|"||42. Every patent granted under this Act shall contain the title or name of the invention, with a reference to the specification, and shall, subject to this Act, grant to the patentee and the patentee's legal representatives for the term of the patent, from the granting of the patent, the exclusive right, privilege and liberty of making, constructing, using the invention and selling it to others to be used, subject to adjudication in respect thereof before any court of competent jurisdiction.||"|
By granting the patent holder the exclusive right, privilege and liberty of making, constructing, using, and selling the invention, the Act establishes that any other person making, constructing, using, or selling the patented invention is infringing that patent. Whether there has been an infringement of a patent is usually a question of fact.
Canada is considered to be more friendly for rights holders in pursuing patent claims than in the United States, due to significant differences between the two jurisdictions:
In Europe, patent infringement of both national patents and European patents are essentially dealt upon by national courts. Although European patents are granted by the European Patent Office, these European patents lead are enforced at a national level, i.e. on a per-country basis. A majority of the member states of the European Union have agreed to set up a unitary patent (formerly called Community patent) system, according to which patents would be centrally enforceable before a Unified Patent Court. However, the corresponding legal texts have not entered into force yet.
Infringement under the patent law in Japan is defined by Article 101 of Patent Act (Act No. 121 of 1959), which shows the following acts shall be deemed to constitute infringement of a patent right or an exclusive license:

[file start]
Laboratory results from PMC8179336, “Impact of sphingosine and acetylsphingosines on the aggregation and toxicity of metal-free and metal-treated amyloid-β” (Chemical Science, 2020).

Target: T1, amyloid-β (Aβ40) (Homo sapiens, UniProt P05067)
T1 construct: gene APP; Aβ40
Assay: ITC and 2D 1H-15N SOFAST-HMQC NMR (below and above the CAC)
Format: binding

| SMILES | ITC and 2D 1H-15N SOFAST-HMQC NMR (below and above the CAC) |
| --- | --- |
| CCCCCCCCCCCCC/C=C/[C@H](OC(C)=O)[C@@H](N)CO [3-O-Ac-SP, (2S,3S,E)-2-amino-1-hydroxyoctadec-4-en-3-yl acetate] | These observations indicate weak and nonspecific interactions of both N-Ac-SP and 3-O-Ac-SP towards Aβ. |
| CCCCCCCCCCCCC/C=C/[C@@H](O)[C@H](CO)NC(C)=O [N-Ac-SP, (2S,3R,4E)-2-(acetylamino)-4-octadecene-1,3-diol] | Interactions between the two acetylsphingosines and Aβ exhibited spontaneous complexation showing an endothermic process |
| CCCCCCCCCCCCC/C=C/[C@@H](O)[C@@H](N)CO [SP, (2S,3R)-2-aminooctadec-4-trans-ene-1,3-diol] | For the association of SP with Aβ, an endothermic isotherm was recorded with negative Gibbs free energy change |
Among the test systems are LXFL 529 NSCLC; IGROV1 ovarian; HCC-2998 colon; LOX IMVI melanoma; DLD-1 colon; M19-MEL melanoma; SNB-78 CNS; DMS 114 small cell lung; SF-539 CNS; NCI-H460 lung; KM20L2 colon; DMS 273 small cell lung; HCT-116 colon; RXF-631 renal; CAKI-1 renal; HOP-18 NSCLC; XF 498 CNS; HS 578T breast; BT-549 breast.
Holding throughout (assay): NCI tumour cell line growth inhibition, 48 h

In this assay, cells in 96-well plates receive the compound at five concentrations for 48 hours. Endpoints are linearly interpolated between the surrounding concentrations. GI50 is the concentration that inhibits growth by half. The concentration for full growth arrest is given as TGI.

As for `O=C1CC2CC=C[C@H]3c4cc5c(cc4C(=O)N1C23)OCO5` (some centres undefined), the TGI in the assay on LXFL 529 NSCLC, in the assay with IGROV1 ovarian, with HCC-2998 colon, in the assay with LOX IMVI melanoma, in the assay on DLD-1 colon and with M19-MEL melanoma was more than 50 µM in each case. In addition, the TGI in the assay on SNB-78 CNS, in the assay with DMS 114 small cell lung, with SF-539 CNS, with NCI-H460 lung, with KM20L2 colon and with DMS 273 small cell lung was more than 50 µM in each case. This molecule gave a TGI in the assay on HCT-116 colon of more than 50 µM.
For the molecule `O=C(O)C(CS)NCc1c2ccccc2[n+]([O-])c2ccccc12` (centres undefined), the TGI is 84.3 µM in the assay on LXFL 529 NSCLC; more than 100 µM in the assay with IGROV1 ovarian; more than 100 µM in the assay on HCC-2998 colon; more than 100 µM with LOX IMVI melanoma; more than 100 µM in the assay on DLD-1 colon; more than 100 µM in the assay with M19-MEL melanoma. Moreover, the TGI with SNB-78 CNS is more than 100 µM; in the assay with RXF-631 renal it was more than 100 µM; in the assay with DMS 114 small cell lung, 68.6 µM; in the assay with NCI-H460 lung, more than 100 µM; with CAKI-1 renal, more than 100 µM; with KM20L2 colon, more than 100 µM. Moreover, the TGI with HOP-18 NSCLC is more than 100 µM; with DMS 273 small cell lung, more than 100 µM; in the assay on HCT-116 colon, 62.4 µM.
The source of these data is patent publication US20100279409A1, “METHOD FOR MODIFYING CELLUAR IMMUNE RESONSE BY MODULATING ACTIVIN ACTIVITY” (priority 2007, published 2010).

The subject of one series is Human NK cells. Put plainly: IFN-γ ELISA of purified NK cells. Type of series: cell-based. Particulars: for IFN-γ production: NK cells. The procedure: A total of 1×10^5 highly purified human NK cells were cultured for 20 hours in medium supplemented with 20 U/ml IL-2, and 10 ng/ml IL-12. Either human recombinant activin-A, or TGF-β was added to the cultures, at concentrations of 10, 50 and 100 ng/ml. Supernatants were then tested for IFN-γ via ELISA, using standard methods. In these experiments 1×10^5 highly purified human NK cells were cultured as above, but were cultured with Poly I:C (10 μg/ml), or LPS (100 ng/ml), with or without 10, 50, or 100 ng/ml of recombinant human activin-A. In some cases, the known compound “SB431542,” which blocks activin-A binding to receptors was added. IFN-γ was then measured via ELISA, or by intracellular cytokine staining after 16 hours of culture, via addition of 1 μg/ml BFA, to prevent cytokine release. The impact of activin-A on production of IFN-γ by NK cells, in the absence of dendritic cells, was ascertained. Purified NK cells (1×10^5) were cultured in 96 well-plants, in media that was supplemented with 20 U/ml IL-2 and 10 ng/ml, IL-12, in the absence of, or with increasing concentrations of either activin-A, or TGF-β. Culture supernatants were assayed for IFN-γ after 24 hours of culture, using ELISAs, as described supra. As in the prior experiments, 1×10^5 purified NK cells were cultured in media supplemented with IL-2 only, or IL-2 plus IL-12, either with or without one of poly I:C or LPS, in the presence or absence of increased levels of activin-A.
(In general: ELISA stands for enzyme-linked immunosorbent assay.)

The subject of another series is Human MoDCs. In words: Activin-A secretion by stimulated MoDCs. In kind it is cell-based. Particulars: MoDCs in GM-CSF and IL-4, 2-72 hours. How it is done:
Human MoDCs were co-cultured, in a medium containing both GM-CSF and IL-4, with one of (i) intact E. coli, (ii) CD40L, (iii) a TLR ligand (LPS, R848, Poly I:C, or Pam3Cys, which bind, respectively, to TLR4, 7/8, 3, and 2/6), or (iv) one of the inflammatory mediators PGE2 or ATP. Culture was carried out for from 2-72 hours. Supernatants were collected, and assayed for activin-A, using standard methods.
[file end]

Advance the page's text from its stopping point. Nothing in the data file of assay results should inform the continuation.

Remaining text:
In United States law, an infringement may occur where the defendant has made, used, sold, offered to sell, or imported an infringing invention or its equivalent. One also commits indirect infringement if he actively and knowingly induces another to infringe, and is liable for that infringement. Types of "indirect infringement" include "contributory infringement" and "induced infringement."
No infringement action may be started until the patent is issued. However, pre-grant protection is available under 35 U.S.C. § 154(d), which allows a patent owner to obtain reasonable royalty damages for certain infringing activities that occurred before patent's date of issuance. This right to obtain provisional damages requires a patent holder to show that (1) the infringing activities occurred after the publication of the patent application, (2) the patented claims are substantially identical to the claims in the published application, and (3) the infringer had "actual notice" of the published patent application.
A clearance search, also called freedom-to-operate (FTO) search or infringement search, is a search done on issued patents or on pending patent applications to determine if a product or process infringes any of the claims of the issued patents or pending patent applications. A clearance search may also include expired art that acts as a 'safe harbor' permitting the product or process to be used based on patents in the public domain. These searches are often performed by one or more professional patent searchers who are under the direction of one or more patent attorneys.